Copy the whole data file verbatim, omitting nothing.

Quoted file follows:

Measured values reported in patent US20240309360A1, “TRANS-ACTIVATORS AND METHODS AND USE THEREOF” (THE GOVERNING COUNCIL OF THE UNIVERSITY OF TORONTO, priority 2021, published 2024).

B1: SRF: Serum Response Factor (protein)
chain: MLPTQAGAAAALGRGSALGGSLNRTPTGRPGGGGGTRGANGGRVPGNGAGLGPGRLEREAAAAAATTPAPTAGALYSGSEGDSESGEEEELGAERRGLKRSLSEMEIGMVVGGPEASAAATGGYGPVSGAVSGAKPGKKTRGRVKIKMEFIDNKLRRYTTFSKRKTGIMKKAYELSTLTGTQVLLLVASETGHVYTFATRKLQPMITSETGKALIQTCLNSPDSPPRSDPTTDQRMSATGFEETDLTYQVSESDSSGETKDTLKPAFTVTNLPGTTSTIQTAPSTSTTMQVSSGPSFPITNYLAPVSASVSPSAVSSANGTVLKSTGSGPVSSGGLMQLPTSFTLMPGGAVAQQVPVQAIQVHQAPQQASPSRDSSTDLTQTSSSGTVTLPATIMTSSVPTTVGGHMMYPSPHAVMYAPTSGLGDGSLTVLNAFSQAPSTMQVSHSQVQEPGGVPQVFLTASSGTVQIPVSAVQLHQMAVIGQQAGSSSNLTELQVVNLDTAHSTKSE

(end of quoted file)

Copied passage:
Measured values reported in patent US20240309360A1, “TRANS-ACTIVATORS AND METHODS AND USE THEREOF” (THE GOVERNING COUNCIL OF THE UNIVERSITY OF TORONTO, priority 2021, published 2024).

B1: SRF: Serum Response Factor (protein)
chain: MLPTQAGAAAALGRGSALGGSLNRTPTGRPGGGGGTRGANGGRVPGNGAGLGPGRLEREAAAAAATTPAPTAGALYSGSEGDSESGEEEELGAERRGLKRSLSEMEIGMVVGGPEASAAATGGYGPVSGAVSGAKPGKKTRGRVKIKMEFIDNKLRRYTTFSKRKTGIMKKAYELSTLTGTQVLLLVASETGHVYTFATRKLQPMITSETGKALIQTCLNSPDSPPRSDPTTDQRMSATGFEETDLTYQVSESDSSGETKDTLKPAFTVTNLPGTTSTIQTAPSTSTTMQVSSGPSFPITNYLAPVSASVSPSAVSSANGTVLKSTGSGPVSSGGLMQLPTSFTLMPGGAVAQQVPVQAIQVHQAPQQASPSRDSSTDLTQTSSSGTVTLPATIMTSSVPTTVGGHMMYPSPHAVMYAPTSGLGDGSLTVLNAFSQAPSTMQVSHSQVQEPGGVPQVFLTASSGTVQIPVSAVQLHQMAVIGQQAGSSSNLTELQVVNLDTAHSTKSE